A photo walk through Bristol

Follow me on this whistle stop photo walk through Bristol.  My friend Christine who lives there showed me around the city in just one day. I got a very good feel for the place, although there are many more things to see and do if you have the time.

If you enjoy this article and you would like to follow the route or try something similar for yourself in another town, you may enjoy the Smash the Pumpkin Project.  This is a series of challenges which are emailed to you at regular intervals and which encourage you to get out and to explore.  You will explore your local area, diverse cultures and customs further afield and you will explore yourself too.

But now, let us continue with our photo walk through Bristol.

We began at the top, geographically speaking.

photo walk through Bristol: clifton bridge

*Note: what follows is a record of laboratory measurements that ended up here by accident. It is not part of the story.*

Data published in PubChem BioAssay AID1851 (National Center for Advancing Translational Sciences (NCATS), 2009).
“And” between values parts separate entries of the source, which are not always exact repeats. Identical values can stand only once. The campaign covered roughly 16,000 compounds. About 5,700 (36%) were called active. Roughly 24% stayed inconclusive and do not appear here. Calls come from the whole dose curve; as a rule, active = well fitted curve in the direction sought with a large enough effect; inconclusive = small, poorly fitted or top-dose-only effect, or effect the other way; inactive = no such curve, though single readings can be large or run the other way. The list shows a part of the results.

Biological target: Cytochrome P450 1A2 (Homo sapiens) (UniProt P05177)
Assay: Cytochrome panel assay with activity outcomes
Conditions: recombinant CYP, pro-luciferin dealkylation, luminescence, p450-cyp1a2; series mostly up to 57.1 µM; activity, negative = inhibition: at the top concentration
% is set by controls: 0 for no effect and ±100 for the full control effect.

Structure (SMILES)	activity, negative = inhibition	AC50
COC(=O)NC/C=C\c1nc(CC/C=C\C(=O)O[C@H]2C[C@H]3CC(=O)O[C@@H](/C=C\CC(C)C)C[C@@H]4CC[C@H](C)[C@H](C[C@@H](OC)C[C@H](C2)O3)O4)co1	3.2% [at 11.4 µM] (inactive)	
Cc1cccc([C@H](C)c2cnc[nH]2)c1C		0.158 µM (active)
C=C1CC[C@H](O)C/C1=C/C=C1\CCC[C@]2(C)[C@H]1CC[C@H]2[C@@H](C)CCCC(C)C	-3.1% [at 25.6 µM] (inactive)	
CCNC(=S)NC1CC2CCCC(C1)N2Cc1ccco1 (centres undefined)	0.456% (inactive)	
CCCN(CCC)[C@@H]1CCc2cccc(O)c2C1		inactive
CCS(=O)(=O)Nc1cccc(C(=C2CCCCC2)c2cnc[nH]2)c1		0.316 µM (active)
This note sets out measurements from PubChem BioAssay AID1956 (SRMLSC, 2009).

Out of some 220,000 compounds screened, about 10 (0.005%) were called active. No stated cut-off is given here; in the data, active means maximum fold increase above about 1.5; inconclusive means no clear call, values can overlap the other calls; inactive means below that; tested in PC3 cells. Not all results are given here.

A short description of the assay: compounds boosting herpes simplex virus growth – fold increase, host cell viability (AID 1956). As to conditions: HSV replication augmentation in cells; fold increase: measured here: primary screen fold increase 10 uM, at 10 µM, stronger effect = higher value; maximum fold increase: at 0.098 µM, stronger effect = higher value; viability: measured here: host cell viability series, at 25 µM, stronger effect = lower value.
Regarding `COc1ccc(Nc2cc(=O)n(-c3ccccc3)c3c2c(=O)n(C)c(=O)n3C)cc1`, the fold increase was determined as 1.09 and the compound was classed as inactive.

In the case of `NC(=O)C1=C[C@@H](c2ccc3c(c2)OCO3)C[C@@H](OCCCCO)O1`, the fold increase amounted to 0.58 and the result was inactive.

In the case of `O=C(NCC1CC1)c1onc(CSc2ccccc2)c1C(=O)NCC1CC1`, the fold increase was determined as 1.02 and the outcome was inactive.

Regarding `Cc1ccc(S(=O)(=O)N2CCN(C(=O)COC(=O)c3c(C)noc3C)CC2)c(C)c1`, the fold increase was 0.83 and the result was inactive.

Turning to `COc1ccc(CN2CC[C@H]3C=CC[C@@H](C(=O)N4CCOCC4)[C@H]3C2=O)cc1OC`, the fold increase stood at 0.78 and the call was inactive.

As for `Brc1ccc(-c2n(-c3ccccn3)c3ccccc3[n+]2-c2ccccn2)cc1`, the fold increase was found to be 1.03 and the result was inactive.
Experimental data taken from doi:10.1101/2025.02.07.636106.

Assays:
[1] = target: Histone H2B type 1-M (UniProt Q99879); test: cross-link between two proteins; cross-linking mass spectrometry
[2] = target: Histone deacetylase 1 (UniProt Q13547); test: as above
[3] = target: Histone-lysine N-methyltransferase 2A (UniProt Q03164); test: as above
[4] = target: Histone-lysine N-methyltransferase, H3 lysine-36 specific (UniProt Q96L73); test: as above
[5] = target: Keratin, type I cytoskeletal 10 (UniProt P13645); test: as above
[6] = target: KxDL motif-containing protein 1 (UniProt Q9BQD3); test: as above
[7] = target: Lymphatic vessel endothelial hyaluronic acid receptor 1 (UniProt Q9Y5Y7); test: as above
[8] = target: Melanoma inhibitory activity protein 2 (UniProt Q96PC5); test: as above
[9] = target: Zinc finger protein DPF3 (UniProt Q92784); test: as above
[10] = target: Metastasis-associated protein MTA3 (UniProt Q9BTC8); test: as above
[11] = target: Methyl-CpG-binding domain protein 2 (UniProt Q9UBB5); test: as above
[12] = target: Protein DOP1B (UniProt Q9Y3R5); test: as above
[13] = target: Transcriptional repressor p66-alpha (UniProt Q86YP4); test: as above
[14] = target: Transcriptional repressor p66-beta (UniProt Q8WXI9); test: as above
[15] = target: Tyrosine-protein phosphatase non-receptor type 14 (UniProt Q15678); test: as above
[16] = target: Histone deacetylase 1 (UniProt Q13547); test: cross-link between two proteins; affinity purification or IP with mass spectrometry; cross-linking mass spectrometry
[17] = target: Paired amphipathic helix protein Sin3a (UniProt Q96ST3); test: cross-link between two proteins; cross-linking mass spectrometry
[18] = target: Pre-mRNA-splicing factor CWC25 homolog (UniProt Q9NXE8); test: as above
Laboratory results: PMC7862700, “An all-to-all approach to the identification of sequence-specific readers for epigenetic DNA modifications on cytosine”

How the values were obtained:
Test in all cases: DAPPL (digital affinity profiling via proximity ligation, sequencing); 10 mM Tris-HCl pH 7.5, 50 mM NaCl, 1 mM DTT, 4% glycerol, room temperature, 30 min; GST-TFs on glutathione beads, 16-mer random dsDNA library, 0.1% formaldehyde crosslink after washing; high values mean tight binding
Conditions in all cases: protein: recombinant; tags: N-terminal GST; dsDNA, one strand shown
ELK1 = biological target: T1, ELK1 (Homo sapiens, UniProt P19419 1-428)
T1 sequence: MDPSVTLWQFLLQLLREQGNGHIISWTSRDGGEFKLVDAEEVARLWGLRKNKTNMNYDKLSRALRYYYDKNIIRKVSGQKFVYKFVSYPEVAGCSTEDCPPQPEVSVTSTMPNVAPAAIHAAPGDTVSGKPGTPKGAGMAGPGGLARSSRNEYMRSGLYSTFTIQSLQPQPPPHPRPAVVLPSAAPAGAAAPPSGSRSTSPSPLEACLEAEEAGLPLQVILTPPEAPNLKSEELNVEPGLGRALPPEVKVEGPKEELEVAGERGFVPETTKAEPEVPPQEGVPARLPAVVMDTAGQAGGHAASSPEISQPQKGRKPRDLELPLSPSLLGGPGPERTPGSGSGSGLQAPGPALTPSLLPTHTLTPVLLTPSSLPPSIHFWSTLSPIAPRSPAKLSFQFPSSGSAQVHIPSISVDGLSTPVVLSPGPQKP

The Clifton Suspension Bridge is based on a design by Isambard Kingdom Brunel was completed in 1864.  If you went to school in the UK you will know all about this historic man who changed the face of the British landscape with his feats of engineering.  The Clifton Bridge stretches high across the Avon gorge is the perfect starting point for a walking tour.

photo walk through Bristol: the clifton suspension bridge

Wander across on the pavement and back again for stunning views of the river Avon and the majestic cliffs which loom out of the gorge, and feel the roadway shudder and shake just a little as the cars cross over it.

photo tour through Bristol: the gorge

 

More time?

Stop by the visitor centre and learn more and maybe join in with one of the many events which the bridge hosts.